Oak Bay Mayor Nils Jensen with the newly installed board to read speeds of vehicles on Oak Bay Avenue. The District of Oak Bay and ICBC funded four of the LED boards to help gather data and make drivers aware of speeds in the community.

Oak Bay Mayor Nils Jensen with the newly installed board to read speeds of vehicles on Oak Bay Avenue. The District of Oak Bay and ICBC funded four of the LED boards to help gather data and make drivers aware of speeds in the community.

Speed reader flashes drivers

Board hoped to raise awareness, decrease speed

The flash of numbers greets drivers heading into, and out of, Oak Bay on the Avenue this week.

The speed display boards will remain in place for a couple of weeks before moving to other high-traffic areas of the community.

“This location was chosen to make people aware we have these devices. Then we’ll shortly be deploying them on Lansdowne and Cadboro Bay (roads) where we recognize there’s a deer/collision hot spot,” said Oak Bay Mayor Nils Jensen. “We’re trying to affect people’s behaviour. We’re saying, ‘Here’s how fast you’re going – slow down.’”

The concept moves beyond the focus these days on drivers distracted by technology.

“They’re distracted by everyday life,” said Oak Bay police Const. Rick Anthony, community liaison officer.  “It’s about awareness. When that’s flashing at you it catches your eye … We see a lot of our older residents walking in this area and we’d like to encourage drivers to be more aware of the speed limit reductions as they enter the village centre.”

Oak Bay, through its police and engineering departments, partnered with ICBC to buy the four portable electronic speed display boards. ICBC funded half of the total $16,048 through the ICBC 2014 Road Improvement Program, aimed at reducing motor vehicle collisions and claims costs.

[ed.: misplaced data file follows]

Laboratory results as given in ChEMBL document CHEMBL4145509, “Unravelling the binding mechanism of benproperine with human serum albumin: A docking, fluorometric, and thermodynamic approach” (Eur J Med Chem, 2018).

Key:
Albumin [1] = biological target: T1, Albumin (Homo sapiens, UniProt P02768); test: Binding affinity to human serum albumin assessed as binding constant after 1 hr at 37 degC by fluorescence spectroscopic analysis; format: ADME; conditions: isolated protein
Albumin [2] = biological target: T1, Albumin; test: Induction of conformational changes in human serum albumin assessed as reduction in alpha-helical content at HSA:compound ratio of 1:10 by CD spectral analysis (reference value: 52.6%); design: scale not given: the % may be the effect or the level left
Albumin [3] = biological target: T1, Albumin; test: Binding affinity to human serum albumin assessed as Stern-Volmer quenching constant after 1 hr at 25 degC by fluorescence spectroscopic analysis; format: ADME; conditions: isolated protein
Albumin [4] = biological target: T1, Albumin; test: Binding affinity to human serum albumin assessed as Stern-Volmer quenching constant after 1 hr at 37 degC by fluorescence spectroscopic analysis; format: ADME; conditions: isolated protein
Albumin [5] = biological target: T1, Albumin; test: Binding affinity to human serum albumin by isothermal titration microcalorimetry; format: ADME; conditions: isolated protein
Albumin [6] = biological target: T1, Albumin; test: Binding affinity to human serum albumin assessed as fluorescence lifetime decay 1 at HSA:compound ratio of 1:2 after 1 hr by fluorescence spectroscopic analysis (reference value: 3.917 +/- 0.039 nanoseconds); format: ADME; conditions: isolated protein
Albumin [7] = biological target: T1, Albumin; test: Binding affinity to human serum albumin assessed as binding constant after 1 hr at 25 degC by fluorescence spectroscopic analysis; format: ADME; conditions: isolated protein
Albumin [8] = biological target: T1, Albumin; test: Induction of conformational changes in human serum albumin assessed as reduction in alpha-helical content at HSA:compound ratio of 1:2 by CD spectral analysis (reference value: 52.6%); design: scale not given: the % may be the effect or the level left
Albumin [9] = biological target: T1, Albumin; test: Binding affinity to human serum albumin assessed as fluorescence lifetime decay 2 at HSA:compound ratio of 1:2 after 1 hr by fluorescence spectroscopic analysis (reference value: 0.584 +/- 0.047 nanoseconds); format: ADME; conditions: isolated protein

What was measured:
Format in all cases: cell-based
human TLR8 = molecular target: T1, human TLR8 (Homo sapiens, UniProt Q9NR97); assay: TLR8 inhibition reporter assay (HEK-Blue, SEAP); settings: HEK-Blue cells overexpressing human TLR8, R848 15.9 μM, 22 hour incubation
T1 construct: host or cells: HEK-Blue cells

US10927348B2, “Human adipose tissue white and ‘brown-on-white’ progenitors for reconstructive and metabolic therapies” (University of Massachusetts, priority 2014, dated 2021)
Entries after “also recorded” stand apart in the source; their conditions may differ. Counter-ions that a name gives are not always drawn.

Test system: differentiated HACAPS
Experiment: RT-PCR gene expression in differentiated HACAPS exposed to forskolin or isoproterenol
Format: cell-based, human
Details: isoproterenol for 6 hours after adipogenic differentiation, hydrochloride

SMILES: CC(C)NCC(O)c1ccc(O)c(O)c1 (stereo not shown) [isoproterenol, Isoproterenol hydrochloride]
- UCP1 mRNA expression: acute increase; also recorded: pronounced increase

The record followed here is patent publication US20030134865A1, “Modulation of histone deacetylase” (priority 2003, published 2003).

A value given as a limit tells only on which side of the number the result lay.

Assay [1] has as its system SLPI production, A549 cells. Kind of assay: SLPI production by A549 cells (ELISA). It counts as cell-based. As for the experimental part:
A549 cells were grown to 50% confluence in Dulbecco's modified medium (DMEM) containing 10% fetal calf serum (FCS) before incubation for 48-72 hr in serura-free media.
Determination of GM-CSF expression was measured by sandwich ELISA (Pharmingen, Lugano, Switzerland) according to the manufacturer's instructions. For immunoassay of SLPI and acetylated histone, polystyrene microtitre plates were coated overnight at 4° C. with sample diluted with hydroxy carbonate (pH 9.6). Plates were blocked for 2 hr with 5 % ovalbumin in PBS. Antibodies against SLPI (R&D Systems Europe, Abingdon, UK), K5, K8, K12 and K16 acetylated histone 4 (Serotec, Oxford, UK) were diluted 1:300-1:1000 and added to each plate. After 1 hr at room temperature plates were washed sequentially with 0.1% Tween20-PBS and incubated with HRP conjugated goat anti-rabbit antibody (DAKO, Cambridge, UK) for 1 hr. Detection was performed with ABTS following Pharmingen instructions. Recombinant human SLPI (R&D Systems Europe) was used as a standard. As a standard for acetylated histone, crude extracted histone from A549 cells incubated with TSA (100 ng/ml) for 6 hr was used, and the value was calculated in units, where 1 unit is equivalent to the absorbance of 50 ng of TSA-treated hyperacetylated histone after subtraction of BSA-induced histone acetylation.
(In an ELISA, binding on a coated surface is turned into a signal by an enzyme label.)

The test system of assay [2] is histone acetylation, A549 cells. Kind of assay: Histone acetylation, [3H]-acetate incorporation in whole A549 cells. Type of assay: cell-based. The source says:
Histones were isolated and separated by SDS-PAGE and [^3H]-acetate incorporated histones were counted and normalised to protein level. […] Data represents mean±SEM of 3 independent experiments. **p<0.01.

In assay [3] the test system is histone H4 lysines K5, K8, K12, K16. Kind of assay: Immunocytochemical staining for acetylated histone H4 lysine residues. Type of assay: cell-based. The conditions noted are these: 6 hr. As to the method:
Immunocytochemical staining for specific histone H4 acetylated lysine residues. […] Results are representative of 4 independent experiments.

“Oak Bay’s Active Transportation Committee is thrilled to have these speed board signs as part of our community’s traffic safety program,” said Coun. Michelle Kirby, council liaison on this committee. “This technology allows our citizens to be more aware of the speed at which traffic moves through our community and for drivers to self-correct as necessary.”

The technology also allows for data collection, simply counting cars that pass and how many are within different speed brackets. It’s knowledge that allows the district to “measure effectiveness,” Jensen said, adding the police department could also utilize the information.

“It’ll collect the data and tell us if there really is a speeding problem,” Anthony said.

They’ll move later this month to the deer active areas of Lansdowne and Cadboro Bay roads in hopes of positively affecting drivers there.

“Over time, the speed boards will also help inform the appropriate location for additional signage support to further mitigate deer/human conflict throughout the community,” Jensen said.

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